On Obliviot’s Pond II: It started with a post to Dustin Smith’s Facebook page, saying that he was camping at East Fork Lake, Ohio, and found a body frozen in the ice — and included photos. Several people commented, telling Smith to call the police. He didn’t, but someone apparently did. “We kept the joke going for about two hours,” Jasen Dixon said. Smith “eventually comes clean and said he was just messing with people. But 30 minutes later, he gets a call....” Dixon is the owner of the pond where he said the photos were actually taken. “We had a little zombie figure and threw him in the pond and we thought we needed to take a picture of it and post it on my buddy’s Facebook page,” he admits. The call Smith received was from the Ohio Department of Natural Resources. East Fork Lake is commonly searched for missing people, and bodies have been recovered from there. The DNR said it is working with local law enforcement on potential charges. “He didn’t break any laws,” Dixon said. “If they had a case, he would already been charged.” (MS/WCPO Cincinnati) ...If those were actual zombies, they’d still be searching for braaiins.
Theory of Obliviocy: Jose Vaca, 29, had a “theory,” he says. “I told my friend one day that I wanted her to believe all police officers are good,” he said. That conversation happened after his friend’s husband had been killed by police. In order to test his theory, Vaca first purchased a rifle — illegal since he’s a convicted felon. “First thing that came to my mind is I’m already going to get pulled over. I know they’re most likely going to take me in,” Vaca said, “but I’m going to need to try my theory real quick and see that it’s true, so she can believe there is good officers in the world.” So, when he was pulled over, he did. “I come to the front of the police vehicle,” he said. “And I put [the] butt of the rifle on the [ground], and I just, like, put my hand up.” According to the police report, Officer Christian Hernandez opened fire. “What I was hoping for them to do was tell me, ‘Drop the gun! Back away from the firearm! Get on the ground! Turn around!’ and it was going to be an arrest,” Vaca said. “But I was completely wrong.” (MS/KBAK Bakersfield) ...The judge can test another theory: whether prison time brings correction.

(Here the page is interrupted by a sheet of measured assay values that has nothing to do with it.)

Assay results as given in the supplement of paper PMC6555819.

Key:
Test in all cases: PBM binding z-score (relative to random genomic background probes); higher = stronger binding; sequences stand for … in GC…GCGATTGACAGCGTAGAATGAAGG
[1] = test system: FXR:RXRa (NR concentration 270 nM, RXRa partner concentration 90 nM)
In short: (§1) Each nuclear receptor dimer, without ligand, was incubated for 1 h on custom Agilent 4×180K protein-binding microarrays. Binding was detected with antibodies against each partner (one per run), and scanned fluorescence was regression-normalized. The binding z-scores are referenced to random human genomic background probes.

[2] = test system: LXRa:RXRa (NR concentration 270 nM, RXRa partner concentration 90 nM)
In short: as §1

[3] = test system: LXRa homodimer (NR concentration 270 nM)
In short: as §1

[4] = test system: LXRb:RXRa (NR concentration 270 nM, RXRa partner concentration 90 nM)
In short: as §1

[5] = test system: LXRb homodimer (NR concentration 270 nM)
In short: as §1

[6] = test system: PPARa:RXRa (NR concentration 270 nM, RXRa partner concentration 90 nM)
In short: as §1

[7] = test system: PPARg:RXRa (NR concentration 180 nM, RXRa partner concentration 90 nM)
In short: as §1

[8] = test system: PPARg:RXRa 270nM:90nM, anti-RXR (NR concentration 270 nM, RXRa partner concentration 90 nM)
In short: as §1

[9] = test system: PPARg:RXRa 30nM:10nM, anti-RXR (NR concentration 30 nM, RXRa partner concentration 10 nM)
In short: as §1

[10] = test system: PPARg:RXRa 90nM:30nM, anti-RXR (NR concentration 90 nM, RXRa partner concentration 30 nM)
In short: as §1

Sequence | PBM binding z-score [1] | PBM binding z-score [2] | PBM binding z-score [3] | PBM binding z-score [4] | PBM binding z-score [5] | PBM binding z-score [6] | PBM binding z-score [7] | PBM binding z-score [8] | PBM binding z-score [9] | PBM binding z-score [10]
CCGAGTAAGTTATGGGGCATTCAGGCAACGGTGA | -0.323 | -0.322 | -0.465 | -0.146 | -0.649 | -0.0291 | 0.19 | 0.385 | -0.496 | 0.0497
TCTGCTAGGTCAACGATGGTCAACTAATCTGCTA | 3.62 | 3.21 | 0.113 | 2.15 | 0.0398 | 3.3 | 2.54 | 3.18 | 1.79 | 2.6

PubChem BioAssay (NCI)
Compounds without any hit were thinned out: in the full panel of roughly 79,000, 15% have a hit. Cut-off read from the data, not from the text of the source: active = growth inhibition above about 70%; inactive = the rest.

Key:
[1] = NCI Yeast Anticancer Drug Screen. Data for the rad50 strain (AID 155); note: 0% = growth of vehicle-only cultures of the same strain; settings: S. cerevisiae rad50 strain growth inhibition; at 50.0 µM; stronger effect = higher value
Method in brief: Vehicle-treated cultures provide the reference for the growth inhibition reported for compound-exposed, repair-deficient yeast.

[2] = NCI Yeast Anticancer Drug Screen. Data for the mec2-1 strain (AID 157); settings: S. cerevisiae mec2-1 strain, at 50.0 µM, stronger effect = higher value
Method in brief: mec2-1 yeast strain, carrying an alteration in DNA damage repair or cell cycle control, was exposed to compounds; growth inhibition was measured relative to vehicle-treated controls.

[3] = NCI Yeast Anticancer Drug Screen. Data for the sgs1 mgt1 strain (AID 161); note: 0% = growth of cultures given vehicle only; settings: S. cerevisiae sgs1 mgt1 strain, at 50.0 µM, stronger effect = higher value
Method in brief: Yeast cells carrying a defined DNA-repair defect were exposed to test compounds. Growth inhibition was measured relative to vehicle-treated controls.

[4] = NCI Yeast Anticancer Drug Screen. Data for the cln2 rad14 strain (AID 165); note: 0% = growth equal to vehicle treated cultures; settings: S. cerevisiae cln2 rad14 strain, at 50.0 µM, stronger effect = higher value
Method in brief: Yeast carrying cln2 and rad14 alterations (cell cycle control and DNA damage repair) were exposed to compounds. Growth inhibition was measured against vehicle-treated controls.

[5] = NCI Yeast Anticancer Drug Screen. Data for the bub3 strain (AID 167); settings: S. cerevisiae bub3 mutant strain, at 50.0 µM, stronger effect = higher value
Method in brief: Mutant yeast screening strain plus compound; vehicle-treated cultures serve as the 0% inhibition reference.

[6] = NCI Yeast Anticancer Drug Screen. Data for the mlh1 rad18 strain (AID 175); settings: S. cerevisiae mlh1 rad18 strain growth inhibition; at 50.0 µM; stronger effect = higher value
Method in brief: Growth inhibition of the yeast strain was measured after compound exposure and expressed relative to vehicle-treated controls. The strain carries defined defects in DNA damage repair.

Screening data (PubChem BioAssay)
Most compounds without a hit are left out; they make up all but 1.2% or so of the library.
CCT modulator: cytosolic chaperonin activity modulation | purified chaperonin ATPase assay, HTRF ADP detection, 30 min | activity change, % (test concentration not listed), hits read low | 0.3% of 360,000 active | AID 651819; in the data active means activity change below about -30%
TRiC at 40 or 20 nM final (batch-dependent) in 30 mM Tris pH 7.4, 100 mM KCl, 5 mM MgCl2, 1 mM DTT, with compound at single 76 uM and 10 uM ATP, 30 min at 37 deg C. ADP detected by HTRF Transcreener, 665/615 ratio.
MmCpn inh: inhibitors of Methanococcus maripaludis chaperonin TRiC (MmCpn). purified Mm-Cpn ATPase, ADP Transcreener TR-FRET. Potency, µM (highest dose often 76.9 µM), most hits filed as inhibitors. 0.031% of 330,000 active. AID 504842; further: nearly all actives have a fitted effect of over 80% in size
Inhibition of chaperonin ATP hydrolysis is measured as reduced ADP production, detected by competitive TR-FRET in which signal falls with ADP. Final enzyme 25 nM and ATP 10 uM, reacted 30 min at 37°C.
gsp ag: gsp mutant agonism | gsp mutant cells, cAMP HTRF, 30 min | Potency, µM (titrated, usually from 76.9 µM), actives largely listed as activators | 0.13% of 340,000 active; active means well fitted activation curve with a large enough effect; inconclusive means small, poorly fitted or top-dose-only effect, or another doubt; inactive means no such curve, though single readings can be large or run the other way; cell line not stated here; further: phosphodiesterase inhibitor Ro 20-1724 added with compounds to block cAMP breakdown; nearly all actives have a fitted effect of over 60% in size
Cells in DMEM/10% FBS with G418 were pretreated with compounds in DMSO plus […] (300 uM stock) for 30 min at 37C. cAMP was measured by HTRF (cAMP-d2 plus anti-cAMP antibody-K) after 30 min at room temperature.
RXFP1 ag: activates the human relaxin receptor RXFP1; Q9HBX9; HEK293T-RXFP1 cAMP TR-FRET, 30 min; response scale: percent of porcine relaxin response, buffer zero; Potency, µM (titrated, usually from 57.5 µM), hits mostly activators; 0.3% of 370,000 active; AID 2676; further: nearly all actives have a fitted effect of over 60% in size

Seven More Stories: Some people attach notes to helium ballons, but this woman attached ...what?! It’s almost a case of “Suicidal Man Shoots Twin By Mistake!” (and I mean really, really close). Florida burglar picks a really, really dumb target. Man sues McDonald’s in an almost-a-Stella-Award case. It takes 40 firefighters to rescue a man (only in his underwear) who got stuck in ...a wall?! Firefighters have to help girl break out of prison — an abandoned one, that is. A Canadian couple’s crazy divorce makes headlines because.... You can still read all of these stories: ask for your upgrade to start with the 15 January issue and get a full year of expanded issues for just $32 (cheap!) See your upgrade options here.